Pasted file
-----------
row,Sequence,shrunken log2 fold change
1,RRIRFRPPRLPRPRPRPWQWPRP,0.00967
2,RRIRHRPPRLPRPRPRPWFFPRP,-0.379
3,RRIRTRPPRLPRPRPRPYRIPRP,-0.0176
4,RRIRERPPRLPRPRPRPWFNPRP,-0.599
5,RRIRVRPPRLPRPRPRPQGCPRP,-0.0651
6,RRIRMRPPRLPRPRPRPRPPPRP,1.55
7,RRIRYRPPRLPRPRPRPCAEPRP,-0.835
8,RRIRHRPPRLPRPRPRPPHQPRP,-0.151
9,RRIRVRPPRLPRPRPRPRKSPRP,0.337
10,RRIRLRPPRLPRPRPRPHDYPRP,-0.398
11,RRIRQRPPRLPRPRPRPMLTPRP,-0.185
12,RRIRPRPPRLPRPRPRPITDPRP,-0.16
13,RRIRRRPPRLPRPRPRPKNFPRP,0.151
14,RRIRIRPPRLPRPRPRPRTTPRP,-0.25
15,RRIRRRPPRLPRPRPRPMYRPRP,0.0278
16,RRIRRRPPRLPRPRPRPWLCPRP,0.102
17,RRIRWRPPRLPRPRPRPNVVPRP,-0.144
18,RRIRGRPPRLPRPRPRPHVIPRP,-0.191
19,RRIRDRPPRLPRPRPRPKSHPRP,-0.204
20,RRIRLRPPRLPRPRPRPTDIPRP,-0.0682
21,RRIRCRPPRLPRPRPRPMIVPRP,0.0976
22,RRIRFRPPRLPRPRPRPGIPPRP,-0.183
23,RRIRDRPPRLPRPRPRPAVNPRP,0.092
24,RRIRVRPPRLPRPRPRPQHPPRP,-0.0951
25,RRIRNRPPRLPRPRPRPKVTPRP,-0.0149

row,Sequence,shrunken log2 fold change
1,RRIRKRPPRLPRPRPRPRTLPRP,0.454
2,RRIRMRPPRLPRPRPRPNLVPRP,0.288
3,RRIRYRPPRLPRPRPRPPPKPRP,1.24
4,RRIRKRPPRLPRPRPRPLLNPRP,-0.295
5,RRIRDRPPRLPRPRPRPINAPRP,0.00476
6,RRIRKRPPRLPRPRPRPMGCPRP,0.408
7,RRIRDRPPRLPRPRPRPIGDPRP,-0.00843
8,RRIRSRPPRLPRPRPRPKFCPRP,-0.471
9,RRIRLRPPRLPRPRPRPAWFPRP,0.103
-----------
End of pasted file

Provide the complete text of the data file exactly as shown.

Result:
row,Sequence,shrunken log2 fold change
1,RRIRFRPPRLPRPRPRPWQWPRP,0.00967
2,RRIRHRPPRLPRPRPRPWFFPRP,-0.379
3,RRIRTRPPRLPRPRPRPYRIPRP,-0.0176
4,RRIRERPPRLPRPRPRPWFNPRP,-0.599
5,RRIRVRPPRLPRPRPRPQGCPRP,-0.0651
6,RRIRMRPPRLPRPRPRPRPPPRP,1.55
7,RRIRYRPPRLPRPRPRPCAEPRP,-0.835
8,RRIRHRPPRLPRPRPRPPHQPRP,-0.151
9,RRIRVRPPRLPRPRPRPRKSPRP,0.337
10,RRIRLRPPRLPRPRPRPHDYPRP,-0.398
11,RRIRQRPPRLPRPRPRPMLTPRP,-0.185
12,RRIRPRPPRLPRPRPRPITDPRP,-0.16
13,RRIRRRPPRLPRPRPRPKNFPRP,0.151
14,RRIRIRPPRLPRPRPRPRTTPRP,-0.25
15,RRIRRRPPRLPRPRPRPMYRPRP,0.0278
16,RRIRRRPPRLPRPRPRPWLCPRP,0.102
17,RRIRWRPPRLPRPRPRPNVVPRP,-0.144
18,RRIRGRPPRLPRPRPRPHVIPRP,-0.191
19,RRIRDRPPRLPRPRPRPKSHPRP,-0.204
20,RRIRLRPPRLPRPRPRPTDIPRP,-0.0682
21,RRIRCRPPRLPRPRPRPMIVPRP,0.0976
22,RRIRFRPPRLPRPRPRPGIPPRP,-0.183
23,RRIRDRPPRLPRPRPRPAVNPRP,0.092
24,RRIRVRPPRLPRPRPRPQHPPRP,-0.0951
25,RRIRNRPPRLPRPRPRPKVTPRP,-0.0149

row,Sequence,shrunken log2 fold change
1,RRIRKRPPRLPRPRPRPRTLPRP,0.454
2,RRIRMRPPRLPRPRPRPNLVPRP,0.288
3,RRIRYRPPRLPRPRPRPPPKPRP,1.24
4,RRIRKRPPRLPRPRPRPLLNPRP,-0.295
5,RRIRDRPPRLPRPRPRPINAPRP,0.00476
6,RRIRKRPPRLPRPRPRPMGCPRP,0.408
7,RRIRDRPPRLPRPRPRPIGDPRP,-0.00843
8,RRIRSRPPRLPRPRPRPKFCPRP,-0.471
9,RRIRLRPPRLPRPRPRPAWFPRP,0.103